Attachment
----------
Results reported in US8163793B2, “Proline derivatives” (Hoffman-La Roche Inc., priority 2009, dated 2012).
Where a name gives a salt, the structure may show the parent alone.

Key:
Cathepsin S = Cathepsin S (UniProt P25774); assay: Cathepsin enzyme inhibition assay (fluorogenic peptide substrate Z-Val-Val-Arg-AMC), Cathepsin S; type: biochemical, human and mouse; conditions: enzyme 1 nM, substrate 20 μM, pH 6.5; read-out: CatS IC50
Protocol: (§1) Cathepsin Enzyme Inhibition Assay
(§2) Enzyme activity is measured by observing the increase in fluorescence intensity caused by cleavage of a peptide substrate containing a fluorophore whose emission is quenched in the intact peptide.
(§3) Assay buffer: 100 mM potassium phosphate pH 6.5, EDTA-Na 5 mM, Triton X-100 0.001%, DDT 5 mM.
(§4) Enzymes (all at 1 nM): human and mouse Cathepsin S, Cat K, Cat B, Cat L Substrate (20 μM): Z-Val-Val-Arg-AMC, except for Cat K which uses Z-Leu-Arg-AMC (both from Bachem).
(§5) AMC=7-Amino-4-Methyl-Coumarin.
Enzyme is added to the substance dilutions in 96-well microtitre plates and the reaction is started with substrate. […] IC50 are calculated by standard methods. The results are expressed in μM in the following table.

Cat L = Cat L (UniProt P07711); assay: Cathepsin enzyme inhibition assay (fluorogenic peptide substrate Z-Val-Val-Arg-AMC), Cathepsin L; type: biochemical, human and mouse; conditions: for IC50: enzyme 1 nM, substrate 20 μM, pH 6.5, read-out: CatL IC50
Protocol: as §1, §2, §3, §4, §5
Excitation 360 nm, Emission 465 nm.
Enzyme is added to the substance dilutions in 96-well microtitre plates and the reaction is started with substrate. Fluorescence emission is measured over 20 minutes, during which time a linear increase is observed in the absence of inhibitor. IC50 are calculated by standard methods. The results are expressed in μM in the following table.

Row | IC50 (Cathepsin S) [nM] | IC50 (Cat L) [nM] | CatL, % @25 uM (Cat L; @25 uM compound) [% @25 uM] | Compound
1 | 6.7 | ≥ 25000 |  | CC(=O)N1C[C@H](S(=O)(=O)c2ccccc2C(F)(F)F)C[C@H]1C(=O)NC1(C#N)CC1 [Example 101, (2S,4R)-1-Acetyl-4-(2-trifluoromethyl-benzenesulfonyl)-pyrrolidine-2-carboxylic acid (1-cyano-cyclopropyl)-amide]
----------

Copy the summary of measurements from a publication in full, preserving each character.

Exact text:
Results reported in US8163793B2, “Proline derivatives” (Hoffman-La Roche Inc., priority 2009, dated 2012).
Where a name gives a salt, the structure may show the parent alone.

Key:
Cathepsin S = Cathepsin S (UniProt P25774); assay: Cathepsin enzyme inhibition assay (fluorogenic peptide substrate Z-Val-Val-Arg-AMC), Cathepsin S; type: biochemical, human and mouse; conditions: enzyme 1 nM, substrate 20 μM, pH 6.5; read-out: CatS IC50
Protocol: (§1) Cathepsin Enzyme Inhibition Assay
(§2) Enzyme activity is measured by observing the increase in fluorescence intensity caused by cleavage of a peptide substrate containing a fluorophore whose emission is quenched in the intact peptide.
(§3) Assay buffer: 100 mM potassium phosphate pH 6.5, EDTA-Na 5 mM, Triton X-100 0.001%, DDT 5 mM.
(§4) Enzymes (all at 1 nM): human and mouse Cathepsin S, Cat K, Cat B, Cat L Substrate (20 μM): Z-Val-Val-Arg-AMC, except for Cat K which uses Z-Leu-Arg-AMC (both from Bachem).
(§5) AMC=7-Amino-4-Methyl-Coumarin.
Enzyme is added to the substance dilutions in 96-well microtitre plates and the reaction is started with substrate. […] IC50 are calculated by standard methods. The results are expressed in μM in the following table.

Cat L = Cat L (UniProt P07711); assay: Cathepsin enzyme inhibition assay (fluorogenic peptide substrate Z-Val-Val-Arg-AMC), Cathepsin L; type: biochemical, human and mouse; conditions: for IC50: enzyme 1 nM, substrate 20 μM, pH 6.5, read-out: CatL IC50
Protocol: as §1, §2, §3, §4, §5
Excitation 360 nm, Emission 465 nm.
Enzyme is added to the substance dilutions in 96-well microtitre plates and the reaction is started with substrate. Fluorescence emission is measured over 20 minutes, during which time a linear increase is observed in the absence of inhibitor. IC50 are calculated by standard methods. The results are expressed in μM in the following table.

Row | IC50 (Cathepsin S) [nM] | IC50 (Cat L) [nM] | CatL, % @25 uM (Cat L; @25 uM compound) [% @25 uM] | Compound
1 | 6.7 | ≥ 25000 |  | CC(=O)N1C[C@H](S(=O)(=O)c2ccccc2C(F)(F)F)C[C@H]1C(=O)NC1(C#N)CC1 [Example 101, (2S,4R)-1-Acetyl-4-(2-trifluoromethyl-benzenesulfonyl)-pyrrolidine-2-carboxylic acid (1-cyano-cyclopropyl)-amide]